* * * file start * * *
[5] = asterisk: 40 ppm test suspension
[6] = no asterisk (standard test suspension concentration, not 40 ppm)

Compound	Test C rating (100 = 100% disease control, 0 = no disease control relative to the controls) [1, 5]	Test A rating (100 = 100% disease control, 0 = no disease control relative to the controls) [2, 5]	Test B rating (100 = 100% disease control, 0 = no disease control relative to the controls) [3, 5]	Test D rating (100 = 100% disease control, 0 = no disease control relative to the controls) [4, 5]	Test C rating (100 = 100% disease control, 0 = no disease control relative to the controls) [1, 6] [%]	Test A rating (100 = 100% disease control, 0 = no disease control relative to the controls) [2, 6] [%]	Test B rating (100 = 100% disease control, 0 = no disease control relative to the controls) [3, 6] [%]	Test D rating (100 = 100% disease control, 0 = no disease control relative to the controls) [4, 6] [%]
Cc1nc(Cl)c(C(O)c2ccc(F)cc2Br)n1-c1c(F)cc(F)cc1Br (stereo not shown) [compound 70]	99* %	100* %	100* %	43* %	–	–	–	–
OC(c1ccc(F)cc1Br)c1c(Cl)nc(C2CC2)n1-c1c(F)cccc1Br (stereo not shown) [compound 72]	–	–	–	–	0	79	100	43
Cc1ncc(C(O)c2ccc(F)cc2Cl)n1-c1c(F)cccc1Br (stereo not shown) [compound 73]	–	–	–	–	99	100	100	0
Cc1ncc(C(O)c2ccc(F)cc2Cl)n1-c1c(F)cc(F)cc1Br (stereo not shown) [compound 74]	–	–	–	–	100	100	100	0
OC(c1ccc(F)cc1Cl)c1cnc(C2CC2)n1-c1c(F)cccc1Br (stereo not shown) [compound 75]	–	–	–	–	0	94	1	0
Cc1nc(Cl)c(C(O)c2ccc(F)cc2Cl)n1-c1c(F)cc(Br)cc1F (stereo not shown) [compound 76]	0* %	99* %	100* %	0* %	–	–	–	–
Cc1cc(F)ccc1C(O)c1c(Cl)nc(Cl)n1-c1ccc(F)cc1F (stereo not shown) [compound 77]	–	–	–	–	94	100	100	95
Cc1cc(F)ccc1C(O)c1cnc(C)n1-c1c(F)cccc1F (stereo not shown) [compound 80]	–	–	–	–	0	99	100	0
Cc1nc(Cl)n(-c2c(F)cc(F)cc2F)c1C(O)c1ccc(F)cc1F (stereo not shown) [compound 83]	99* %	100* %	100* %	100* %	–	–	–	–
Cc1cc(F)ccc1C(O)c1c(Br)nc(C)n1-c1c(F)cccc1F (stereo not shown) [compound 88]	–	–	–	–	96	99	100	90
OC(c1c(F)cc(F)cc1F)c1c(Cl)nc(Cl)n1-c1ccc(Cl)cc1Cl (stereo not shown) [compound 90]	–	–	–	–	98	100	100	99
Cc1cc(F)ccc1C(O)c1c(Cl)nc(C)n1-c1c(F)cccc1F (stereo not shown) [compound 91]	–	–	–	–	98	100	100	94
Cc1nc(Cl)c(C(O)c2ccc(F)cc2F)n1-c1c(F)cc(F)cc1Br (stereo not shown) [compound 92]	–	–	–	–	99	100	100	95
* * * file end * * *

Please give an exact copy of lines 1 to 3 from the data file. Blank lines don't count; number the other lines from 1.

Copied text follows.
[5] = asterisk: 40 ppm test suspension
[6] = no asterisk (standard test suspension concentration, not 40 ppm)

Compound	Test C rating (100 = 100% disease control, 0 = no disease control relative to the controls) [1, 5]	Test A rating (100 = 100% disease control, 0 = no disease control relative to the controls) [2, 5]	Test B rating (100 = 100% disease control, 0 = no disease control relative to the controls) [3, 5]	Test D rating (100 = 100% disease control, 0 = no disease control relative to the controls) [4, 5]	Test C rating (100 = 100% disease control, 0 = no disease control relative to the controls) [1, 6] [%]	Test A rating (100 = 100% disease control, 0 = no disease control relative to the controls) [2, 6] [%]	Test B rating (100 = 100% disease control, 0 = no disease control relative to the controls) [3, 6] [%]	Test D rating (100 = 100% disease control, 0 = no disease control relative to the controls) [4, 6] [%]